Saturday, March 27, 2010

WinForm : Making Localization-aware UI

When an application is expected to support localization, more additional effort is generally needed to make UI forms more flexible for long localized strings. For example, if the resource strings are localized in German, its localized text will be typically longer than English. How can we achieve this flexibility in .NET WinForms?

Let’s look at a tiny sample.

I marked two red boxes (one for label, the other for button) where the potential string truncation can occur in localized build.

Note: localization process can vary for each software company but two typical localizations are ‘Pseudo Localization’ and real ‘Localization.’ Pseudo Loc is normally done by adding some random text (such as #!@#&) before and/or after the resource string. By doing this automatically in the build process, the developer/tester can detect resource truncation problem earlier. The earlier find the problem, the easier to fix. Real Localization is typically performed after UI freeze (or RTM) since it’s expensive and takes long time.

So what would happen if it’s localized? Let’s assume the label (Here is the…) was pseudo localized and the button (Save Report) is localized in French (In reality, this kind of mix can occur if resource localization is half way done)

For the label text, random string #@!# was added before and after the resource string. So actually label text should be “#@!# Here is the summary. Please review the summary. #@!#”

For button text, Save Report was translated to “Enregistrer le rapport” in French. As you can see both resource strings are truncated. Let’s look into it.

Here Button is a little easier. The button is located in a Table Layout control and in the table layout cell, there seems enough room for long localized resource string.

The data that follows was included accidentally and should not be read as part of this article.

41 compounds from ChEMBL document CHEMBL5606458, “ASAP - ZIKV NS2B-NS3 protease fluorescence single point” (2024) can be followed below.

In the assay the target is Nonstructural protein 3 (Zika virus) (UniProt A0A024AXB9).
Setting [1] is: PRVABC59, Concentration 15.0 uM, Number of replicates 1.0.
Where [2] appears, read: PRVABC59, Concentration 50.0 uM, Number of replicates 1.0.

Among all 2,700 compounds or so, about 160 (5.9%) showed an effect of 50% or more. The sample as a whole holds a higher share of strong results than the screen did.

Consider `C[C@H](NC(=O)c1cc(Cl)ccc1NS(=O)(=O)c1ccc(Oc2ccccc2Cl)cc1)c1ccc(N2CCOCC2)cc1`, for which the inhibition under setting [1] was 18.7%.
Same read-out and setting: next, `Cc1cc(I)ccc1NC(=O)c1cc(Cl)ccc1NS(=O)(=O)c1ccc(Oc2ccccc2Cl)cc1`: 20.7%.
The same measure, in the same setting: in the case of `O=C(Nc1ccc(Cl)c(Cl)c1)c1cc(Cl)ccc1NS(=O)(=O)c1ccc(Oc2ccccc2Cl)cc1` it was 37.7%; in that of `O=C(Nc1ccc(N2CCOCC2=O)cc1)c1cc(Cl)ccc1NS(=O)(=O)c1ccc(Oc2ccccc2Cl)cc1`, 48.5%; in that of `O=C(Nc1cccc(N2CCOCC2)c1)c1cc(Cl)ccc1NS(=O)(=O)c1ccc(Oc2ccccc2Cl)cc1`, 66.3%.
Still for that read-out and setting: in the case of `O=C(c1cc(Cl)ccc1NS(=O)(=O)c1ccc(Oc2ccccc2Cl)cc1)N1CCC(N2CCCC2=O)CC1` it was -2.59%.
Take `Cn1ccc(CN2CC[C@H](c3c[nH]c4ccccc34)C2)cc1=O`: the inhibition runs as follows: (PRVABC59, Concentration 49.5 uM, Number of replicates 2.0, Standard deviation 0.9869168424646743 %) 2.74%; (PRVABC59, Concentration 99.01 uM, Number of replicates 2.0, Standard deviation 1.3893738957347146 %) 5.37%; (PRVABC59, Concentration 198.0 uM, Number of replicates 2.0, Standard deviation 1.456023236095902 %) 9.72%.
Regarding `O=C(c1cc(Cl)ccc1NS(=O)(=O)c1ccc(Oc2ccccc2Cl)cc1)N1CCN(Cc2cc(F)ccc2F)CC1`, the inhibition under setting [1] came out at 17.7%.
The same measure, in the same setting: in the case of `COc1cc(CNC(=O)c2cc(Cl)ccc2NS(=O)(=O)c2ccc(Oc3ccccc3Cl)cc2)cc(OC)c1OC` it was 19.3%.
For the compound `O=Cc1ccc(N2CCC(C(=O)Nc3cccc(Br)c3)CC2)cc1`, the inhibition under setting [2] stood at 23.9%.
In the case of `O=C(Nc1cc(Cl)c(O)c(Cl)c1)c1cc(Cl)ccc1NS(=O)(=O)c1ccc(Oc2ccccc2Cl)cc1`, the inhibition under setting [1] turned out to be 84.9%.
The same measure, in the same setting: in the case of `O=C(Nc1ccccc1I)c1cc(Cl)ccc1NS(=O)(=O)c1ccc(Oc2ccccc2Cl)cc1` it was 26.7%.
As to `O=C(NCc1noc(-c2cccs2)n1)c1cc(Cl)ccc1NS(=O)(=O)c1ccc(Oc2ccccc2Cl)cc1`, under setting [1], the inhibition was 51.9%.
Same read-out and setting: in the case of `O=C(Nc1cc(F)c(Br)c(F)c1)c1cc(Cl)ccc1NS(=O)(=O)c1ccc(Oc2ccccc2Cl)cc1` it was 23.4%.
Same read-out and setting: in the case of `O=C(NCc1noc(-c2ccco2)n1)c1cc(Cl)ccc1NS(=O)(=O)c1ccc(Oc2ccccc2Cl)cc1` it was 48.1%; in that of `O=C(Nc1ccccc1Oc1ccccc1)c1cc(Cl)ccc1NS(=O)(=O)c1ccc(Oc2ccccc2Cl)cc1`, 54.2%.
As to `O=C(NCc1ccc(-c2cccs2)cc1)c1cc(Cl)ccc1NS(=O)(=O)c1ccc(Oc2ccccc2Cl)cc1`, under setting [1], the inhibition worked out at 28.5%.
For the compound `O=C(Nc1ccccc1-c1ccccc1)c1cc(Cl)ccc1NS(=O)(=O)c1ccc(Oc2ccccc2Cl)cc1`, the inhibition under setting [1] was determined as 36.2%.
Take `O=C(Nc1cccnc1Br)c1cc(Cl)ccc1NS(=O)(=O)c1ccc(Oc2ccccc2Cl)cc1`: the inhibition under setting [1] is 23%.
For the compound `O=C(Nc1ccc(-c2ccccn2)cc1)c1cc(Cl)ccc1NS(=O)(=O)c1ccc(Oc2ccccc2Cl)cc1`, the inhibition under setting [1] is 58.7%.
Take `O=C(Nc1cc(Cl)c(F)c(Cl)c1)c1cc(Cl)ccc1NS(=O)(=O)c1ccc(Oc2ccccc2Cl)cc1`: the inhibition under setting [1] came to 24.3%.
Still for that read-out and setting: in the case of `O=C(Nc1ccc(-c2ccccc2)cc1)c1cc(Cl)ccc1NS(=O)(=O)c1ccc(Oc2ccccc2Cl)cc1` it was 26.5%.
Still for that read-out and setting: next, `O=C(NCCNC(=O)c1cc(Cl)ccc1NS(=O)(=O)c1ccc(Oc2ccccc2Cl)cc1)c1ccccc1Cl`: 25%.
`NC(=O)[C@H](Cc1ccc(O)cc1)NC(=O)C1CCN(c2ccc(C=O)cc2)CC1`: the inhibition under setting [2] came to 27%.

In this case, setting AutoSize property of the button to TRUE and setting Anchor to Top,Right should do the trick.

With this setting in Properties windows, the following code (in C#) will be added to *.designer.cs file.
this.btnSaveReport.Anchor = ((System.Windows.Forms.AnchorStyles)((System.Windows.Forms.AnchorStyles.Top | System.Windows.Forms.AnchorStyles.Right)));
this.btnSaveReport.AutoSize = true;

Now the other control is Label. Label control sets, by default, AutoSize to true when one drags and drops the control to the WinForm from ToolBox. If one changed the property, it should be reset back to TRUE. But setting AutoSzie to TRUE isn’t enough here. This is because even if the Label control tries to autosize text but some other control is blocking the autosizing. The culprit is TableLayout control. Looking at the Rows property of the TableLayout control in Properties window:

Here Row2, which is the container of Label control, has Absolute size 20 pixels. Label control can expand in multiple rows if AutoSize property is TRUE, but since the Row height is limited to 20 pixels, the Label control cannot draw a second line and just truncates the string in one line. This kind of problem can be solved by settting Row2 size type to AutoSize. If it’s set, then Label control will display long resource string in two lines as follows. (well, button control is also shown correctly here)

One thing that is worthy noting here is that if one sets AutoSize type in a TableLayour Row (or Column), sometimes the control in the cell does not have decent space and look collapsed. If one sets Absolute 40 pixels in a Row, row’s height is always 40 pixels, but once sets AutoSize type Row height can be reduced to 13 pixels automatically. The UI shall look ugly then. To solve this problem, we can use Margin property in the Label control (or any other contained control). If Margin Top/Margin Bottom property value is increased, the margin space will be kept accordingly which displays the control nicely.